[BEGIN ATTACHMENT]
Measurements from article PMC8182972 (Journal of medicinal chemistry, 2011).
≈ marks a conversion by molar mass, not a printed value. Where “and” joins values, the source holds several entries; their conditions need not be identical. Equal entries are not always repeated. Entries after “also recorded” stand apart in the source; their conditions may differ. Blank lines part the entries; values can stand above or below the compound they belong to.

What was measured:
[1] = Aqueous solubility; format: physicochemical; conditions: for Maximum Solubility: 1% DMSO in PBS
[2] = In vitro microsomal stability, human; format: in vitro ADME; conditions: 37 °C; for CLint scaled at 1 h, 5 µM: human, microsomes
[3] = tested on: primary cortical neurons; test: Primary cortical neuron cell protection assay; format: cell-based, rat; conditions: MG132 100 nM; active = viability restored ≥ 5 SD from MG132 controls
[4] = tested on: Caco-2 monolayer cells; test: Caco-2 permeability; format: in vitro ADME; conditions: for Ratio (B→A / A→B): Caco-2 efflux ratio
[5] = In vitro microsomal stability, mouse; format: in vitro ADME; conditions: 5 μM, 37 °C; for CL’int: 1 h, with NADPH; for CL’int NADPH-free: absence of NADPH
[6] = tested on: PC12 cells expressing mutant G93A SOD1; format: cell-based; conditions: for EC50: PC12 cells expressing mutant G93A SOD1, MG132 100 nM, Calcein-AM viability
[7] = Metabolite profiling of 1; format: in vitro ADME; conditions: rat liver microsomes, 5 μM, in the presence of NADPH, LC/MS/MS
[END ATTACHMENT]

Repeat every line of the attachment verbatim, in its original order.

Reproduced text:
Measurements from article PMC8182972 (Journal of medicinal chemistry, 2011).
≈ marks a conversion by molar mass, not a printed value. Where “and” joins values, the source holds several entries; their conditions need not be identical. Equal entries are not always repeated. Entries after “also recorded” stand apart in the source; their conditions may differ. Blank lines part the entries; values can stand above or below the compound they belong to.

What was measured:
[1] = Aqueous solubility; format: physicochemical; conditions: for Maximum Solubility: 1% DMSO in PBS
[2] = In vitro microsomal stability, human; format: in vitro ADME; conditions: 37 °C; for CLint scaled at 1 h, 5 µM: human, microsomes
[3] = tested on: primary cortical neurons; test: Primary cortical neuron cell protection assay; format: cell-based, rat; conditions: MG132 100 nM; active = viability restored ≥ 5 SD from MG132 controls
[4] = tested on: Caco-2 monolayer cells; test: Caco-2 permeability; format: in vitro ADME; conditions: for Ratio (B→A / A→B): Caco-2 efflux ratio
[5] = In vitro microsomal stability, mouse; format: in vitro ADME; conditions: 5 μM, 37 °C; for CL’int: 1 h, with NADPH; for CL’int NADPH-free: absence of NADPH
[6] = tested on: PC12 cells expressing mutant G93A SOD1; format: cell-based; conditions: for EC50: PC12 cells expressing mutant G93A SOD1, MG132 100 nM, Calcein-AM viability
[7] = Metabolite profiling of 1; format: in vitro ADME; conditions: rat liver microsomes, 5 μM, in the presence of NADPH, LC/MS/MS